______________________________________________________
The pictures below are of the Chapman lighthouse both exterior and interior, they are published here by permission of Mr Jon Swinn, from a collection of postcards maintained by the late  Mr G.E.Danes Trinity House Lighthouse keeper. The Chapman Lighthouse 1909-1910. The postcards have been sent to and from other Keepers, friends and relations.

Photo:Postcard dated c1909-1910 of the Chapman lighthouse
Photo:Postcard dated c1909-1910 of the Chapman lighthouse
Photo:Postcard dated c1909-1910 of the Chapman lighthouse
Photo:Postcard dated c1909-1910 showing the fog signal clock in the Chapman Lighthouse
Photo:Postcard dated c1909-1910 showing the fog signal clock in the Chapman Lighthouse
Photo:Postcard dated c1909-1910 showing the fog signal clock in the Chapman Lighthouse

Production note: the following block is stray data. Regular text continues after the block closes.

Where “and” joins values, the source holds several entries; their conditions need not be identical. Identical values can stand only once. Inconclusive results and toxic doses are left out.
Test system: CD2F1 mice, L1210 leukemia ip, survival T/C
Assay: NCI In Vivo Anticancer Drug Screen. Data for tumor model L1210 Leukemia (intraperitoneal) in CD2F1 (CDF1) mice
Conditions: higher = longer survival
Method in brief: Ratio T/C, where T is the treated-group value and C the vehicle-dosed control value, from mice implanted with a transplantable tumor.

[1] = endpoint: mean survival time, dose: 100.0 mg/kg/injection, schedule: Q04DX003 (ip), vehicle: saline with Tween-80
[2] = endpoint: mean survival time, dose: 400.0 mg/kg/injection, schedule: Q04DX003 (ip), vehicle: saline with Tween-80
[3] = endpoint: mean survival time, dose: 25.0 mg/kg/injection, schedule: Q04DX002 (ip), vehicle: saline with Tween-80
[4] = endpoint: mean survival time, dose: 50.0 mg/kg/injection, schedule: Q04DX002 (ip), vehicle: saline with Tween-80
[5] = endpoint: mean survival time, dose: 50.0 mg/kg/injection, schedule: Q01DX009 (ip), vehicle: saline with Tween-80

Photo:Postcard dated c1909-1910 showing the occulting clock in the Chapman Lighthouse
Photo:Postcard dated c1909-1910 showing the occulting clock in the Chapman Lighthouse
This gallery was added by Janet Penn on 09/08/2008.
Comments about this page

Hi Jan

Excellent piece about the lighthouse. Frank Whitnall was history master at Furtherwick Park School and a great friend of my Dad's. The article could probably have come from the Essex Countryside magazine as he also wrote a piece for them about the Wilberforce House. In the late 1970's early 1980's he took up a headmastership at Bury St Edmonds.

Re the Lighthouse, a couple of years ago I was chatting to Johnny Baker [now sadly passed away] who told me that he worked for Malcom Hammond when they de-commissioned the Lighthouse and several of the legs were swinging free of the mud.They were also working from the original plans which were, I believe, given to my Dad for safe-keeping and should be at the Heritage Centre.

Graham

By graham stevens
On 10/08/2008

Interesting about the screwpile structure being invented by a blind man...extrordinary.